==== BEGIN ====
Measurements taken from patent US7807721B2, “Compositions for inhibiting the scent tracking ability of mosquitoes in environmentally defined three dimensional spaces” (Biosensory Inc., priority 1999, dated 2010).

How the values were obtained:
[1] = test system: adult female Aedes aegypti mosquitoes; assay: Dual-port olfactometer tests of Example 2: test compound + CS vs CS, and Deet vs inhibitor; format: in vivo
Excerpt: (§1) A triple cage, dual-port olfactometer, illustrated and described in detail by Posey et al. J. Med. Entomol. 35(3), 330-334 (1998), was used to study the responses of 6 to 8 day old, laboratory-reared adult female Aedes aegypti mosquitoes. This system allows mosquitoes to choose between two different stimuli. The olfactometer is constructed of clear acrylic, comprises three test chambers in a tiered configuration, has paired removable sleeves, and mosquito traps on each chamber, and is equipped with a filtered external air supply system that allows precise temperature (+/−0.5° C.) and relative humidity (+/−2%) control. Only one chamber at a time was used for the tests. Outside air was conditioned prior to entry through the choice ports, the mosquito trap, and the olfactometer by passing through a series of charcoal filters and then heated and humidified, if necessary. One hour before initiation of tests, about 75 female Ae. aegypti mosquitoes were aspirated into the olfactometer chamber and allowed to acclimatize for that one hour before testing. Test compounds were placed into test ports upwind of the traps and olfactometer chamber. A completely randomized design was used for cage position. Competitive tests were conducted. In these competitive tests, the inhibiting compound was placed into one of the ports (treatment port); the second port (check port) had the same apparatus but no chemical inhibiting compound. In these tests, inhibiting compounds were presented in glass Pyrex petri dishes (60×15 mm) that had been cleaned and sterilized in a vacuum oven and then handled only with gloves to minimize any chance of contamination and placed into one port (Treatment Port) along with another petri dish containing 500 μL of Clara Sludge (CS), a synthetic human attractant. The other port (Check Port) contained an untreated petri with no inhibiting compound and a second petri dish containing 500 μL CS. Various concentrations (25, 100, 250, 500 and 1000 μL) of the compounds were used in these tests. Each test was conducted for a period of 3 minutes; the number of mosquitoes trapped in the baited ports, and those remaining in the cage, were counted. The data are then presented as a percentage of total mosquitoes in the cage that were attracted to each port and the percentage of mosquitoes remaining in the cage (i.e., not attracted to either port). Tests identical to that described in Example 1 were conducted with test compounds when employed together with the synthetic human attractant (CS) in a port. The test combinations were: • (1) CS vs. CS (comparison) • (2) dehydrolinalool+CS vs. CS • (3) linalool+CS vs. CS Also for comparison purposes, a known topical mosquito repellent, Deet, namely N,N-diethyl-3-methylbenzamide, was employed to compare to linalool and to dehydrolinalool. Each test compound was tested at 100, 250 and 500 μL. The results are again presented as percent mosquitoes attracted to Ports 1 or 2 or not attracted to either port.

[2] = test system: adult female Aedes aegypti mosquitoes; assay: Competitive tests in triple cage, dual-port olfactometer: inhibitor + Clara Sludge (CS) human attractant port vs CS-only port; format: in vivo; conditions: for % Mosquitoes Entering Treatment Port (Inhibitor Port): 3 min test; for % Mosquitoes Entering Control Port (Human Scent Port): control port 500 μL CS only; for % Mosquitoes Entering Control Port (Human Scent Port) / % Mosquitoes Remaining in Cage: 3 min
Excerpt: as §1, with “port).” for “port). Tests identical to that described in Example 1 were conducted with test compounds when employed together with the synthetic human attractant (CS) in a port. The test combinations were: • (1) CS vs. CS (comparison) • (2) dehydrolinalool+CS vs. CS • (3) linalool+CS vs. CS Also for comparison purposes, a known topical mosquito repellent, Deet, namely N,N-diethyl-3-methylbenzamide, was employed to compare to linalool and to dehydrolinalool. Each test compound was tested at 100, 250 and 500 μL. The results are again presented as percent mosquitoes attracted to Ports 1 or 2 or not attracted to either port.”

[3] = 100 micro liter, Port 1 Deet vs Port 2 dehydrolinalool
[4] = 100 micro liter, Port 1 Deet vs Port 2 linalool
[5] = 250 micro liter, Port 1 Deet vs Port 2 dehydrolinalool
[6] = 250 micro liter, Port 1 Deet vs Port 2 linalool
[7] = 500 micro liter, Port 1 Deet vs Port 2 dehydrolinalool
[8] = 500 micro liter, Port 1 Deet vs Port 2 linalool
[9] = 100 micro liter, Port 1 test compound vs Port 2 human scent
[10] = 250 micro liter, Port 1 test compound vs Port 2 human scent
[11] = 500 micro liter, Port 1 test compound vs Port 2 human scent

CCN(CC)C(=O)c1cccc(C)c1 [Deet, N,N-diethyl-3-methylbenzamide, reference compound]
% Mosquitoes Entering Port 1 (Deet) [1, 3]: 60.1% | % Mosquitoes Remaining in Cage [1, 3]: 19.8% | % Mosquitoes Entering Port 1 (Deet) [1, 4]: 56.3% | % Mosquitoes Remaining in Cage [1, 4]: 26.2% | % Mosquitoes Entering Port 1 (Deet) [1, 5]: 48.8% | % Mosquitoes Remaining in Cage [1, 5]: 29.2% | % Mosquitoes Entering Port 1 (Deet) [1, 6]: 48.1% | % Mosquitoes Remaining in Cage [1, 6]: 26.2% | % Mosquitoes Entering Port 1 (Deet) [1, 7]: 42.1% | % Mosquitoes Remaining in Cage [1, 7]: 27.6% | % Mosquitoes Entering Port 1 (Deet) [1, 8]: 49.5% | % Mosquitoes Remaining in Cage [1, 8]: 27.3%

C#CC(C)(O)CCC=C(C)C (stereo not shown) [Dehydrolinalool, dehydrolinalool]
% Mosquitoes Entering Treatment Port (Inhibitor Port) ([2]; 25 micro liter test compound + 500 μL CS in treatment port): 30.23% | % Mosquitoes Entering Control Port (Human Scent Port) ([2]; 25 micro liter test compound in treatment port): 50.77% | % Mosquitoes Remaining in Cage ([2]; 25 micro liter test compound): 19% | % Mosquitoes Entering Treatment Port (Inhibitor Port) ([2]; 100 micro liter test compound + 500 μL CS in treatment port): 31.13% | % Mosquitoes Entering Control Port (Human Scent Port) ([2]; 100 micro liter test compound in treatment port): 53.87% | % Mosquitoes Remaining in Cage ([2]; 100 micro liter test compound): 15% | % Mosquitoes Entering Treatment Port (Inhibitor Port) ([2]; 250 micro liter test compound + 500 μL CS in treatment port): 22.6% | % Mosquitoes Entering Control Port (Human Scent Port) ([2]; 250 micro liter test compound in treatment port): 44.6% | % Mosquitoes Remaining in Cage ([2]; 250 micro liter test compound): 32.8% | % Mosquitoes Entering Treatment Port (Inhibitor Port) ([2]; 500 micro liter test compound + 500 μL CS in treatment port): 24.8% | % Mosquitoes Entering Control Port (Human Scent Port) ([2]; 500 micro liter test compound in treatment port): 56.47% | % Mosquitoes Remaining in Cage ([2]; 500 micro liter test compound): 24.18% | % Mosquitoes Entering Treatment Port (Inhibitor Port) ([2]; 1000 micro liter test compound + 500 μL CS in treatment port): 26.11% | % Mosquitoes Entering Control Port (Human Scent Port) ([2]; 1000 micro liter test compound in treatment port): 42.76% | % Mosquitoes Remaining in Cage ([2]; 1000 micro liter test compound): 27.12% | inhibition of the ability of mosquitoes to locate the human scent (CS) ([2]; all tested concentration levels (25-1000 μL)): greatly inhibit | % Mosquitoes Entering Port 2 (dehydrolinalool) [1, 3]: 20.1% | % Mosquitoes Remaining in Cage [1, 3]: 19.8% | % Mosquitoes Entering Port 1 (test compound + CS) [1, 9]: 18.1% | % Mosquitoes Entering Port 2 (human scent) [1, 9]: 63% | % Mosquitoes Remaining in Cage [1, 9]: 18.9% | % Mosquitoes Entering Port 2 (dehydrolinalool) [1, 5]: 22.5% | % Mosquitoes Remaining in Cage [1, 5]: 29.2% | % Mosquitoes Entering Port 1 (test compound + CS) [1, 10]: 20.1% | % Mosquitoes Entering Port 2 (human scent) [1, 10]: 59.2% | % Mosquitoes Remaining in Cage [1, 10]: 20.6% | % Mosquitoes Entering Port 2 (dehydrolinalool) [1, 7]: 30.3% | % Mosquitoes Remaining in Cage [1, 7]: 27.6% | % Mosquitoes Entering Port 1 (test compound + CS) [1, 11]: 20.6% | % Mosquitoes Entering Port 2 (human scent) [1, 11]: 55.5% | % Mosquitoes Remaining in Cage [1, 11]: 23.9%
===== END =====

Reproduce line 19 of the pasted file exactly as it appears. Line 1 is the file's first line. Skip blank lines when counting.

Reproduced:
% Mosquitoes Entering Treatment Port (Inhibitor Port) ([2]; 25 micro liter test compound + 500 μL CS in treatment port): 30.23% | % Mosquitoes Entering Control Port (Human Scent Port) ([2]; 25 micro liter test compound in treatment port): 50.77% | % Mosquitoes Remaining in Cage ([2]; 25 micro liter test compound): 19% | % Mosquitoes Entering Treatment Port (Inhibitor Port) ([2]; 100 micro liter test compound + 500 μL CS in treatment port): 31.13% | % Mosquitoes Entering Control Port (Human Scent Port) ([2]; 100 micro liter test compound in treatment port): 53.87% | % Mosquitoes Remaining in Cage ([2]; 100 micro liter test compound): 15% | % Mosquitoes Entering Treatment Port (Inhibitor Port) ([2]; 250 micro liter test compound + 500 μL CS in treatment port): 22.6% | % Mosquitoes Entering Control Port (Human Scent Port) ([2]; 250 micro liter test compound in treatment port): 44.6% | % Mosquitoes Remaining in Cage ([2]; 250 micro liter test compound): 32.8% | % Mosquitoes Entering Treatment Port (Inhibitor Port) ([2]; 500 micro liter test compound + 500 μL CS in treatment port): 24.8% | % Mosquitoes Entering Control Port (Human Scent Port) ([2]; 500 micro liter test compound in treatment port): 56.47% | % Mosquitoes Remaining in Cage ([2]; 500 micro liter test compound): 24.18% | % Mosquitoes Entering Treatment Port (Inhibitor Port) ([2]; 1000 micro liter test compound + 500 μL CS in treatment port): 26.11% | % Mosquitoes Entering Control Port (Human Scent Port) ([2]; 1000 micro liter test compound in treatment port): 42.76% | % Mosquitoes Remaining in Cage ([2]; 1000 micro liter test compound): 27.12% | inhibition of the ability of mosquitoes to locate the human scent (CS) ([2]; all tested concentration levels (25-1000 μL)): greatly inhibit | % Mosquitoes Entering Port 2 (dehydrolinalool) [1, 3]: 20.1% | % Mosquitoes Remaining in Cage [1, 3]: 19.8% | % Mosquitoes Entering Port 1 (test compound + CS) [1, 9]: 18.1% | % Mosquitoes Entering Port 2 (human scent) [1, 9]: 63% | % Mosquitoes Remaining in Cage [1, 9]: 18.9% | % Mosquitoes Entering Port 2 (dehydrolinalool) [1, 5]: 22.5% | % Mosquitoes Remaining in Cage [1, 5]: 29.2% | % Mosquitoes Entering Port 1 (test compound + CS) [1, 10]: 20.1% | % Mosquitoes Entering Port 2 (human scent) [1, 10]: 59.2% | % Mosquitoes Remaining in Cage [1, 10]: 20.6% | % Mosquitoes Entering Port 2 (dehydrolinalool) [1, 7]: 30.3% | % Mosquitoes Remaining in Cage [1, 7]: 27.6% | % Mosquitoes Entering Port 1 (test compound + CS) [1, 11]: 20.6% | % Mosquitoes Entering Port 2 (human scent) [1, 11]: 55.5% | % Mosquitoes Remaining in Cage [1, 11]: 23.9%